International have been bringing thoroughly vaccinated, groomed,
and behavior-tested animals into hospitals, hospices, and
assisted living homes to give seniors a chance to pet and play
with them. The residents get to have some therapeutic physical
contact and a fun activity to break up their day. More recently,
some resident homes have even begun letting animals live in the
home full time. The Stanton Health Center in Stanton, Nebraska, a
residential nursing home, has had dogs for its Alzheimer wing and
now has an aviary and cats that live in the center's common area.

"The animals help patients keep their mind off their problems,"
says Jean S. Uehl, the center's director of nurses. "The love the
patients get from the animals is unconditional." One particular
stroke patient was withdrawn and rarely smiled, until she began
to play with the resident cat. The patient and the cat became
closely bonded to each other, and when the cat had kittens, "they
became like the patient's babies," according to Uehl. The kittens
played and slept on a tray on the resident's wheelchair and slept
in a chair near her bed whenever they could. The kittens brought
the resident out of her shell and she began to talk and smile.
"The kittens in particular get all the residents' attention,"
says Uehl. "Everyone always wants to know where they're at and
what they're doing." When there are kittens in the building, a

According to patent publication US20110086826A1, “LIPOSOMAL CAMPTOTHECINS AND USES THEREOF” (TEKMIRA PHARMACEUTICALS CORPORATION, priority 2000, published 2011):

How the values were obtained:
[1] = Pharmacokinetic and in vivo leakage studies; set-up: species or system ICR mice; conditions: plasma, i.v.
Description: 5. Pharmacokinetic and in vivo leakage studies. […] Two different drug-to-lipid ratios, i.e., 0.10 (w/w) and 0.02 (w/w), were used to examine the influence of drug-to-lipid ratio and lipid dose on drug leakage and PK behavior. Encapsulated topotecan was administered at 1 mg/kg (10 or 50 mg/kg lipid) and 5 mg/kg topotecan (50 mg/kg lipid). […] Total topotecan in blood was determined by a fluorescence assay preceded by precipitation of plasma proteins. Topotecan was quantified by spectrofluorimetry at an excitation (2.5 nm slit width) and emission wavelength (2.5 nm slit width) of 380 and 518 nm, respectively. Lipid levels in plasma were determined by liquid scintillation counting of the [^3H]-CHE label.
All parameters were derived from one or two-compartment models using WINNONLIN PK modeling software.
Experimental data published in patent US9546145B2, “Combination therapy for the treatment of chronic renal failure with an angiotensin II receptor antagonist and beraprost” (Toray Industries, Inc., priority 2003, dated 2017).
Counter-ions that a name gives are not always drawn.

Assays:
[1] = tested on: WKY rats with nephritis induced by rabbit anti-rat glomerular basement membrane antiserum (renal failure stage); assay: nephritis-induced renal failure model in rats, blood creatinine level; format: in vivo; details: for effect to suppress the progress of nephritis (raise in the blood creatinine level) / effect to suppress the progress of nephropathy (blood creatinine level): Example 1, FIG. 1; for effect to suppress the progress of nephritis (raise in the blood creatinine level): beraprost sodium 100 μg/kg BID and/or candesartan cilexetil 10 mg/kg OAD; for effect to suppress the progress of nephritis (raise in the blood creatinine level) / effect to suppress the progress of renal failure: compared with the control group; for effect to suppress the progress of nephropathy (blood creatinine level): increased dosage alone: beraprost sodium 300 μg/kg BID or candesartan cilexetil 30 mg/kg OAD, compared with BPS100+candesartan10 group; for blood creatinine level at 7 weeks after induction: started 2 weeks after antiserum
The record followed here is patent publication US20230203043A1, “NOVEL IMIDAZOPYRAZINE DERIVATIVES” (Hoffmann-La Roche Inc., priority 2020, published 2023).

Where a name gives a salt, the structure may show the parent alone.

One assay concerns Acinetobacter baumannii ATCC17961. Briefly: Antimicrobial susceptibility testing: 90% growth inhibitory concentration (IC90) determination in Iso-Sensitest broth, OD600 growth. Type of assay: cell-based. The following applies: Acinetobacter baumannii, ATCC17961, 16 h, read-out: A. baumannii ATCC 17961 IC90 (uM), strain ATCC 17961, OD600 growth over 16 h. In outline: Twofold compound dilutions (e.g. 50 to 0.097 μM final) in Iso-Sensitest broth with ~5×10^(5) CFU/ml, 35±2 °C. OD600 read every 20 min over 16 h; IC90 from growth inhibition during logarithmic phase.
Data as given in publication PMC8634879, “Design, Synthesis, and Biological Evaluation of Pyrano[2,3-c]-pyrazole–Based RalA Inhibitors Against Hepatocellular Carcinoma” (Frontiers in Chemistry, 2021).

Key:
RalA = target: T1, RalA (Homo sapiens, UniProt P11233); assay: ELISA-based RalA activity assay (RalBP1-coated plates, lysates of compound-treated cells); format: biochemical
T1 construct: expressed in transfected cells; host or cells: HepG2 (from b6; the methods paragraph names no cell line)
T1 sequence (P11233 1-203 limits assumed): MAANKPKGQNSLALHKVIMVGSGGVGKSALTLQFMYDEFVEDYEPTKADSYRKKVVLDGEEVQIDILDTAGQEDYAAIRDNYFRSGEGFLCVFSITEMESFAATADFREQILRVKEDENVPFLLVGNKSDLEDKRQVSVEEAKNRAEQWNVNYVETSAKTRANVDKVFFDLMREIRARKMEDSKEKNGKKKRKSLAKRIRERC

number of residents stay busy all day, following them, playing
with them, and keeping an eye on them.

Finding that furry friend

If there are older people in your life that you think might
benefit from having a pet at home, be sure to talk to them before
you pick one out. Make sure that they want the responsibility of
a new pet, as well as the noise and the messes that may come
along with it. Talk to them about whether they feel capable of
feeding, watering, grooming, exercising, and cleaning up after an
animal. If they decide they're willing to accept that
responsibility, take your elderly friend or family member out
with you to the humane society or the breeder to pick out a new
furry friend. They may fall in love with a dog or cat that might
never have caught your eye.

Finally, before you encourage an older person to adopt a pet,
consider whether you could take care of the animal if its owner
is no longer able. Often, if seniors reach the point where they
have to leave their homes and move into assisted-living
facilities, they also have to give up their pets. The number of
nursing homes and other types of housing for the elderly that
will accept animals is growing, but the vast majority still don't
allow pets. Seniors can plan ahead and find a pet-friendly
nursing facility, just in case they need to use it someday. They
may also want to consider planning for their pet in their
estate-see Leaving Your Pet a Future.

Pets and the elderly have a lot to give to each other. Research
and experience has shown that animals and older people can share
their time and affection, and ultimately, full and happy lives.
Though pets can't replace human relationships for seniors, they
can certainly augment them, and they can fill an older person's
life with years of constant, unconditional love.

Copyright 1996-2002, American Animal Hospital Association